UID 2017: Traditional Games Exhibition

Exhibition consists of two parts. First is the exhibition of the top 10 of drawing and coloring competition. There are three categories of competition, the 4-7 years old, the 7-10 years old and the 10-15 years old. Here visitors will have chance to choose their most favorite drawing, and the most voted will serve as the winner of the competition. The announcement of the result will be around 14.45 during the workshop. For more information about the drawing and coloring competition, please see here (link to competition).
Second is the exhibition of Indonesian traditional games. It will show the history and how to play several traditional games such as yoyo, gasing, gundu, bekel, and congklak.

1. Yoyo
Yoyo is a famous international games which also played by Indonesian kids. It is believed that yoyo brought and introduced by Chinese people in Indonesia. The traditional form of yoyo is made of wood and usually sell in front of elementary school yard. Nowadays, the modern form of yoyo is made of steel and with many variation of style to play it.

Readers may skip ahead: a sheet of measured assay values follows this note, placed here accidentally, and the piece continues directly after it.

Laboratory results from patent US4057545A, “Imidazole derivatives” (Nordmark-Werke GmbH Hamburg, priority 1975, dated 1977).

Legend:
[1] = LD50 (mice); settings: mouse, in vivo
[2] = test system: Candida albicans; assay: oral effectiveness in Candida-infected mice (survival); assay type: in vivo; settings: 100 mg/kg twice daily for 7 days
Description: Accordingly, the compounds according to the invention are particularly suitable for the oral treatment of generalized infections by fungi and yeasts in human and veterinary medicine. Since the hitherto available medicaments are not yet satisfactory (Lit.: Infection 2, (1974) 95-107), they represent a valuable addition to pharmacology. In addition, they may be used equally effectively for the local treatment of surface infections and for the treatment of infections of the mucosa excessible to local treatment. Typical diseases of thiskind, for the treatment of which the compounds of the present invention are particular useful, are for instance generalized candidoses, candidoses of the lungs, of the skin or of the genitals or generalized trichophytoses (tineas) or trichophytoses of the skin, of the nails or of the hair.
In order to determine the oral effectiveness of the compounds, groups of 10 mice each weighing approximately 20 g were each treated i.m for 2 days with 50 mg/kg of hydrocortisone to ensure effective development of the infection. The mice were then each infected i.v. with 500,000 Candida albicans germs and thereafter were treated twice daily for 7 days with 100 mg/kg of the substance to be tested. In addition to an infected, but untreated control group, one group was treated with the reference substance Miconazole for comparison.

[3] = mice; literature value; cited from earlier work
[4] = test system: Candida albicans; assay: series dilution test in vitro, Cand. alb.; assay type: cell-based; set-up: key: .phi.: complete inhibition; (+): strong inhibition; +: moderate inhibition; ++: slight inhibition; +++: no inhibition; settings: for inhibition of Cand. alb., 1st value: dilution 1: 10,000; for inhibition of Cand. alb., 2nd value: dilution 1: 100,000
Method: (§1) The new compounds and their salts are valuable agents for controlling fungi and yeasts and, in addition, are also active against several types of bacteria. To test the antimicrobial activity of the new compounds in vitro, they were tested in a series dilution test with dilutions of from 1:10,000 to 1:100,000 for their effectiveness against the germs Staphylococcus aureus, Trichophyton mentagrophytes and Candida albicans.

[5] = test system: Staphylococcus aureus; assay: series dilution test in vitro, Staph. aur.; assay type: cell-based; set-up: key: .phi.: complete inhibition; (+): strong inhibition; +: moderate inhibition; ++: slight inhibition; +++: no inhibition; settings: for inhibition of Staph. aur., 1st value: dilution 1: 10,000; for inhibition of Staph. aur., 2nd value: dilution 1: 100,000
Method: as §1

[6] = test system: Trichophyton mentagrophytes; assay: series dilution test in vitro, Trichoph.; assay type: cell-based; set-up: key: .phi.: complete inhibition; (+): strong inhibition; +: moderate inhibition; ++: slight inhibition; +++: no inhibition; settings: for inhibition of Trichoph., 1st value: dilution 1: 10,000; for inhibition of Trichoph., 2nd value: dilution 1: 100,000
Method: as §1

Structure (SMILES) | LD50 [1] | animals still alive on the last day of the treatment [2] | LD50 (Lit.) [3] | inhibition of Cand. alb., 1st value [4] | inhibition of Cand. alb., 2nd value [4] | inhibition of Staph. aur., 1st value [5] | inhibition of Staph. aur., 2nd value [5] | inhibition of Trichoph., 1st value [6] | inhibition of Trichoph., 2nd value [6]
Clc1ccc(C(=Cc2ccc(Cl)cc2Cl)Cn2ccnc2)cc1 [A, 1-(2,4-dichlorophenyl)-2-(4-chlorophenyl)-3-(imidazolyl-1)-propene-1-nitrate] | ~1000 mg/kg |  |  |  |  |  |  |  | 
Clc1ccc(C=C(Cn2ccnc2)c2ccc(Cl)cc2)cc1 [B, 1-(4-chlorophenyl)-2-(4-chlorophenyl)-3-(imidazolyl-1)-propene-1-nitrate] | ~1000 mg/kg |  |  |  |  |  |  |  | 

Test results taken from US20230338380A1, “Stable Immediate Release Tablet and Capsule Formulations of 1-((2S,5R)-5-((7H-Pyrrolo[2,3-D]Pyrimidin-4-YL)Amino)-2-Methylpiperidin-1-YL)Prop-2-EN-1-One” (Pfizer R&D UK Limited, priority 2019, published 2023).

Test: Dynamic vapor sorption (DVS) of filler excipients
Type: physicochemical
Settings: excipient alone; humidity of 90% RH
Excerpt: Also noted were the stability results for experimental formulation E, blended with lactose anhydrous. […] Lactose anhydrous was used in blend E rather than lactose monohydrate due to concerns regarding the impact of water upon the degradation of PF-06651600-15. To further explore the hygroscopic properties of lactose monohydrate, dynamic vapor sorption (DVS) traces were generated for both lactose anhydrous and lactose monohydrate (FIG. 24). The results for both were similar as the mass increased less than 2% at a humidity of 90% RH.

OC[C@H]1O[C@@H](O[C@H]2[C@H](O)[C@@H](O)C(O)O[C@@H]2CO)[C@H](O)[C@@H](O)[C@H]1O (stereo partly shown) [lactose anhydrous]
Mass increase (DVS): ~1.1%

How to play yoyo it’s very easy. Just follow this video and at least you will be an amateur yoyo player:

2. Gasing
This game is normally played by boys. The gangsing is a top made from bamboo with a small opening on the side. This small hole makes the top whistle very distinctively as it Gangsingspins. The size of the hole determines the pitch of the whistle. String is wound around the dowel that goes through the center of the gangsing . The child then holds onto the flat bamboo handle that is tied to the end of the string and pulls this handle to set the gangsing spinning. Normally a circle is drawn on the ground about 50 cm. in diameter. Two children play against each other. The object of the game is to try and knock your opponents gangsing out of the designated circle. Gangsing are commonly sold outside the temples and tourist attractions in Yogyakarta, Central Java.

If you play with your friends or in a competition, the winner is the one who can stay spin longer. Curious? See below video for Indonesian gasing!

Children play gasing (Source: http://bit.ly/2uFqKcg)